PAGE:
Parenting Failures: They Happen to All of Us

Irony can be a cruel knife. As I sit to write this post on parenting failures, I am still seething from the bajillion, and mostly minor injustices that my kids inflicted upon me tonight as I parent without my husband, who’s away on business. Why do my children have to act so…childish?! 
Being frazzled, under pressure, and without my usual relief, I reacted in a most unkind way. Mostly by being rude and ridiculously impatient with them, and giving them “The Eye.” You know, the exact kind of behavior I reprimand them for showing me any other day.
parenting failures
Now that I’ve scared them into bed, smacked the light switch off and slammed the door, it hardly seems appropriate I now have to teach a lesson that I’ve just failed at. But, (bonus plot twist!), it actually happens to be the first point I planned to make: All parents have parenting failures. Those who claim otherwise are either lying, delusional, or brand new parents. 
Parenting failures can be minor, and happen despite our best efforts: kid answers questions in grunts half the time, you had to brake hard in the car and scared the baby, gratuitous farts (your kids, not you, although that’s something they never tell you in pregnancy books). Or they can be major, like you just can’t stop at a glass or two of wine, you’ve found an eviction notice on your front door, your child requires repeated disciplinary action at school, or you realize you have a serious anger problem.
parenting failuresI’ve had my fair share of parenting failures, despite (or sometimes because of) my status as a former over-achiever. I’ve forgotten swimming lessons and vaccinations. My kids get in trouble at school. (Yup, my kindergartener got suspended from school. He learned it is not okay to ask friends to play by hitting them with a jump rope in the face.) I bought a piano four years ago so my kids could take lessons; I haven’t even had it tuned yet, let alone begun lessons. There have been times I literally couldn’t remember the last time my kids bathed. I once missed 80% of my daughter’s class play (in which she had the starring role) because I got the time wrong. Oh, and two out of three baby books are mostly blank.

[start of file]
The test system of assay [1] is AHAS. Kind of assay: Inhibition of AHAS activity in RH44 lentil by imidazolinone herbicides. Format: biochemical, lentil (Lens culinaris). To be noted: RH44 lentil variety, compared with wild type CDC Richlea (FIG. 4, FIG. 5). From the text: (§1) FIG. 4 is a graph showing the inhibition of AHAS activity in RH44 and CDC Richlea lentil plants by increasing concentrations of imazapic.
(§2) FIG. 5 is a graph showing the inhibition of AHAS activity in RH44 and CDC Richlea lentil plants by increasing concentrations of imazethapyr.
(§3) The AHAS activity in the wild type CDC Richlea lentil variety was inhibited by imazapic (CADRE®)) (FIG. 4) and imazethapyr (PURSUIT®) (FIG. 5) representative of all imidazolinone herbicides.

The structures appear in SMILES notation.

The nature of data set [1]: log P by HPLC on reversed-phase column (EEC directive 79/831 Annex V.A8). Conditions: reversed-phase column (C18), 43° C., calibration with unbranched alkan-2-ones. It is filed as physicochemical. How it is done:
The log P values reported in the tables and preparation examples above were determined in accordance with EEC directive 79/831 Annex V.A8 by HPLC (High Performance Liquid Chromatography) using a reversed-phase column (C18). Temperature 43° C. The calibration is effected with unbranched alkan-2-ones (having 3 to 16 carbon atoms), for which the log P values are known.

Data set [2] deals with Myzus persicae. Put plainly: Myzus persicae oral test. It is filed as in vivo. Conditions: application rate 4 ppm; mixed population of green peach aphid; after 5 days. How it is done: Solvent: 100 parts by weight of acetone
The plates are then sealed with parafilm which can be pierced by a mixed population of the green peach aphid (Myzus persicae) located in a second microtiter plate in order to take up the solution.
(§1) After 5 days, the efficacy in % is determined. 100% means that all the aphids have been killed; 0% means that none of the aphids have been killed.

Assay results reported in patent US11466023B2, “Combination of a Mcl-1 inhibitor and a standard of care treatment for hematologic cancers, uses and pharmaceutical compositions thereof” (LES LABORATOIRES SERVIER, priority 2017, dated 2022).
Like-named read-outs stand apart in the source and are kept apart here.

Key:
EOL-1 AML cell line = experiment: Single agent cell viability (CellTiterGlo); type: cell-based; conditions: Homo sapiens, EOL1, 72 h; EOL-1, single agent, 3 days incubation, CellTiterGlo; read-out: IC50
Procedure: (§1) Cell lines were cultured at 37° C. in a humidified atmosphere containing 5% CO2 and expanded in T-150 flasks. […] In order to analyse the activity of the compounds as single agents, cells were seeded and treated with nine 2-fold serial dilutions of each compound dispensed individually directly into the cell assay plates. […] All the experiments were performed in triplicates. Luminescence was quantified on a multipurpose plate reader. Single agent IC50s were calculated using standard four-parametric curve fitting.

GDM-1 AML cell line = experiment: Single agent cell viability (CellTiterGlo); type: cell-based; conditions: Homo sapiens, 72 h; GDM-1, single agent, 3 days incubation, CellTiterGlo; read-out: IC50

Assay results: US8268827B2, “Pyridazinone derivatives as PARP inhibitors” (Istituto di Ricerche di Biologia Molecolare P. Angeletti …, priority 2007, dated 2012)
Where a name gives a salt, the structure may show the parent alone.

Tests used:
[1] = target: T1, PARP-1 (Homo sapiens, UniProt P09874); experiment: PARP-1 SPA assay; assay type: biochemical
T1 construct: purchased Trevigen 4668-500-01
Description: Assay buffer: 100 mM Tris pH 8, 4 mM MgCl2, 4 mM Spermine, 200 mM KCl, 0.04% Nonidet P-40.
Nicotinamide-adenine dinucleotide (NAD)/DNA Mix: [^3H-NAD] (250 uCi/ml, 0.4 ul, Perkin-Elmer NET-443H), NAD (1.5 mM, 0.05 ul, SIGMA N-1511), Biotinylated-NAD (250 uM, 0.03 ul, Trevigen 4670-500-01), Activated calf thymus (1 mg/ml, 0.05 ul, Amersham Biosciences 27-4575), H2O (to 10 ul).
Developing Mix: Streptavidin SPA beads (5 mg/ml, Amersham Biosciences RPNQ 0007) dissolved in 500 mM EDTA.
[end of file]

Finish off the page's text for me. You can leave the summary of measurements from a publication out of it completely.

Even when I’m trying my best, I still fail from time to time. I have no other option but to accept that occasional failure is part of parenting. None of us are perfect, and we all have limited time, money, patience, willpower, or all of the above. So now what? Shall I resign myself to a life of failures? Of course not, because experiencing parenting failures doesn’t make me a failure unless I give up completely. To overcome these, I have to learn my lesson, let go of what I cannot control, and move forward with what I’ve got left. 

Here’s how I recover after I mess up; maybe it can help you as well when things go bad: 

  1.  Calm myself by getting some space and time to do whatever I can to dissipate those strong emotions. (Try these five-minute stress busters.)
  2. Reflect on what happened, if I learned something, and how to prevent it in the future.
  3. Apologize if necessary, and make it right, especially if I’ve wronged my kids.
  4. Forgive not only others, but myself as well.
  5. Let it go. I don’t let this failure define me; I leave it in the past.
I value the relationship I have with my kids. It’s one of my top priorities. So after I screw up, or I discipline them after they screw up, it’s important to me that we resolve the all negativity between us. I’ve experienced the effects of letting animosity snowball because I’ve neglected to resolve it, and it’s difficult, time-consuming, and painful to unravel. Heal from your mistakes by making sure your kids know that you love them, and break up any grudges before they start.
If you do have serious issues that impact your parenting, and you want to find help, here’s a handy list of family-focused resources for a parents in the Portland Metro area. You can also talk to your doctor, religious leader, or your kid’s school counseling office.

What have you learned from experiencing parenting failures?


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